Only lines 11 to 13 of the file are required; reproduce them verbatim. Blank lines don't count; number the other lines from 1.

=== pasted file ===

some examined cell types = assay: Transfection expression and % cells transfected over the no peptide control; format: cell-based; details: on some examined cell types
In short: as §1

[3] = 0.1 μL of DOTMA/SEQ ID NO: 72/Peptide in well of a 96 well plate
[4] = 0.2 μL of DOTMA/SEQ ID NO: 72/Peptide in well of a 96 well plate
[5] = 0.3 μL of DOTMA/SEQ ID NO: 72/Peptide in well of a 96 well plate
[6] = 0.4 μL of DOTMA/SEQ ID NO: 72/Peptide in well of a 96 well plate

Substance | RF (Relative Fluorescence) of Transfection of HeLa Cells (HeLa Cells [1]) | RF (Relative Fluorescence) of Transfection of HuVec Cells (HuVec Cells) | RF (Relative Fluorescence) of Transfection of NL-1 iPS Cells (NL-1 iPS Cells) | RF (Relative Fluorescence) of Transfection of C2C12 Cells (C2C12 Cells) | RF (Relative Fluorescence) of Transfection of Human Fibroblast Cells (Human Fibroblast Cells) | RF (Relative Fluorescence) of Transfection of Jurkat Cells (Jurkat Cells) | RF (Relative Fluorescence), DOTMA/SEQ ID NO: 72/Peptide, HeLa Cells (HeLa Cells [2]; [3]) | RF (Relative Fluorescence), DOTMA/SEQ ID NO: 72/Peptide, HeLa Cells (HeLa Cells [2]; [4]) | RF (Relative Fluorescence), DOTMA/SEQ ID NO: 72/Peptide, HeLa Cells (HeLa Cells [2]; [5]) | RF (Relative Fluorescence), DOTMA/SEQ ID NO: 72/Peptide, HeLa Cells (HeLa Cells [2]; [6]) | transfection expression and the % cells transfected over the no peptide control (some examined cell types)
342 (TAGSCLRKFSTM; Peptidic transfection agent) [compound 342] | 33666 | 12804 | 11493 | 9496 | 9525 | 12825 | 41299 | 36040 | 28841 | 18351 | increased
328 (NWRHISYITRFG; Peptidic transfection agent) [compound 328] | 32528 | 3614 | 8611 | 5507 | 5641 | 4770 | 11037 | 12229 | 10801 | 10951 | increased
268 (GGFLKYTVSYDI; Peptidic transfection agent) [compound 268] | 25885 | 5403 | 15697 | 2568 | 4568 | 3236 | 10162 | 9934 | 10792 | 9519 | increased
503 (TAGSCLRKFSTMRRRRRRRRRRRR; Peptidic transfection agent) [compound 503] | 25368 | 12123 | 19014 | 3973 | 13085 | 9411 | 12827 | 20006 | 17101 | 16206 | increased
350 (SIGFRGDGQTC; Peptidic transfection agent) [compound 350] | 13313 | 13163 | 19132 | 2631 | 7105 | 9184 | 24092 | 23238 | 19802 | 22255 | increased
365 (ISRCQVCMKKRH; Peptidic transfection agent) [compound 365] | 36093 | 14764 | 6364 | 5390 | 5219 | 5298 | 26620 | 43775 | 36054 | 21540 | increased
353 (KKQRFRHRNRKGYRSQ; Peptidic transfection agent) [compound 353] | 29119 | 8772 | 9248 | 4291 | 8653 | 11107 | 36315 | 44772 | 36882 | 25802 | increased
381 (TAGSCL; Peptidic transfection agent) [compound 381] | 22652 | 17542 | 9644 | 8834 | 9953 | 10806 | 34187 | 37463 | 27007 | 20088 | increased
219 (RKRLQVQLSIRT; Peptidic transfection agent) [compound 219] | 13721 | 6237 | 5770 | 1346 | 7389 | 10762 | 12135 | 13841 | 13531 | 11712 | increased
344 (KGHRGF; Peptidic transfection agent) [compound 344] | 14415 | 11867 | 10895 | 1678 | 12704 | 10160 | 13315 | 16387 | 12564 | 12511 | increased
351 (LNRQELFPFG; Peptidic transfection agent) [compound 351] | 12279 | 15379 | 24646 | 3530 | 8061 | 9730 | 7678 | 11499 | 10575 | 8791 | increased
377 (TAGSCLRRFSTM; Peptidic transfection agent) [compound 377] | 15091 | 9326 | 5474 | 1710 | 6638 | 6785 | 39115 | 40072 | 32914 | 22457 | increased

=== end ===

503 (TAGSCLRKFSTMRRRRRRRRRRRR; Peptidic transfection agent) [compound 503] | 25368 | 12123 | 19014 | 3973 | 13085 | 9411 | 12827 | 20006 | 17101 | 16206 | increased
350 (SIGFRGDGQTC; Peptidic transfection agent) [compound 350] | 13313 | 13163 | 19132 | 2631 | 7105 | 9184 | 24092 | 23238 | 19802 | 22255 | increased
365 (ISRCQVCMKKRH; Peptidic transfection agent) [compound 365] | 36093 | 14764 | 6364 | 5390 | 5219 | 5298 | 26620 | 43775 | 36054 | 21540 | increased